Financial & Property Matters

Dividing properties after a relationship breakdown can be stressful. The way is often complicated and may depend on the different circumstances

How to divide properties after separation or divorce

What to consider

Normally, at divorce or separation, how the properties are divided depends on:

  • Assets and debts, and what they are worth when added together
  • Direct financial contributions by each party to the relationship, such as wages
  • Indirect financial contributions by each party, such as gifts or inheritances
  • Non-financial contributions to the relationship, such as caring for children
  • Future needs – such as age, health, financial resources, caring responsibilities and capacity to earn

Property arrangements

Going to court is costly, time consuming, and may not result in a decision that you agree with, you can avoid going to court by:

  • make an informal agreement
  • make a financial agreement
  • get a consent order from the court
  • Court order where agreement can not be made by consent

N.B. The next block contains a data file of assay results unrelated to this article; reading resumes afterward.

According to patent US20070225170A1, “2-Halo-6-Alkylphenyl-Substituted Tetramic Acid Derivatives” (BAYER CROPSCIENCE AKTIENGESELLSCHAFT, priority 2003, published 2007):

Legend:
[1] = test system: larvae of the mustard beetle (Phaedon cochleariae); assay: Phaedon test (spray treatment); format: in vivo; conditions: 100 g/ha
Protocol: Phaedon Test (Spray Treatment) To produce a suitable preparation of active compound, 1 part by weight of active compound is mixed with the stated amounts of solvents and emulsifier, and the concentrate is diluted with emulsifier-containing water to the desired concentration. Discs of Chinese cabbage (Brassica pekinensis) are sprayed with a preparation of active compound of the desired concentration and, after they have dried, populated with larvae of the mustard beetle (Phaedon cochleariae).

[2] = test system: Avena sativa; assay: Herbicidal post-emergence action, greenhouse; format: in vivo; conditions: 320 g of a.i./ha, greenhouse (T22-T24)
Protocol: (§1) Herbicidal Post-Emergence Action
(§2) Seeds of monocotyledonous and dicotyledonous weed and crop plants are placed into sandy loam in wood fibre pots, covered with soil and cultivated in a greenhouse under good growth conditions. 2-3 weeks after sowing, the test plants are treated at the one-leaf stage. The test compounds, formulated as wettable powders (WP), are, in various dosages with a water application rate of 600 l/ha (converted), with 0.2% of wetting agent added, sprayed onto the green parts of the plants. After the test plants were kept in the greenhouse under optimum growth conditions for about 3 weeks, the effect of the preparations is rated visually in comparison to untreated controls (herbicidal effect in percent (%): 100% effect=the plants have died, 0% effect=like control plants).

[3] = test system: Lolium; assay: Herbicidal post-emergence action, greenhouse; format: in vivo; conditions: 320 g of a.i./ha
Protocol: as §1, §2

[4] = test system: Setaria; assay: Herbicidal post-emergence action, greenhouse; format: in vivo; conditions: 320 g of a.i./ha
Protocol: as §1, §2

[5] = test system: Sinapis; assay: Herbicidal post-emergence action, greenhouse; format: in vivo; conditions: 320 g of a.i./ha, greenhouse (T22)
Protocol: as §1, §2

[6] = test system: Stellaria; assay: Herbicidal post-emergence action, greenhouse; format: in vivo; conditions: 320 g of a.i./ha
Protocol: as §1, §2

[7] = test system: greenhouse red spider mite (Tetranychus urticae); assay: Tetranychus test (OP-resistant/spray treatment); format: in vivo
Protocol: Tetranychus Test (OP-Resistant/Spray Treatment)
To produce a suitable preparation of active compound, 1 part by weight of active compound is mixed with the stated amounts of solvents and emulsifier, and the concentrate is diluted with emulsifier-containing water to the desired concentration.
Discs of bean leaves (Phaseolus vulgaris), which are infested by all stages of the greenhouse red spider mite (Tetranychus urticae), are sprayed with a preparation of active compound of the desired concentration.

Working out property settlement 

The family law courts require people applying for property settlements to make a genuine effort to resolve their matter before filing their application

Superannuation

Superannuation is becoming a larger asset for many people. Although it may be many years before you are able to access superannuation, it is important to consider it as part of your property settlement. Different types of superannuation may be valued and split in different ways. It is important that you seek legal advice in relation to your own circumstances.

Going to court

If you can not come to the arrangements on issues relating to property or finance, going to court may be necessary. 

For property matters, parties must initiate court proceeding within 12 months from obtaining a divorce if they are unable to finalise property settlement. After this time, parties may be required to seek permission from the court to allow the court to make orders relating to their property matters.

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  • Your rights and obligations during and after divorce or separation
  • Children matters
  • Financial and property matters
  • Alternatives to court
  • Divorce or separation process
  • Going to court

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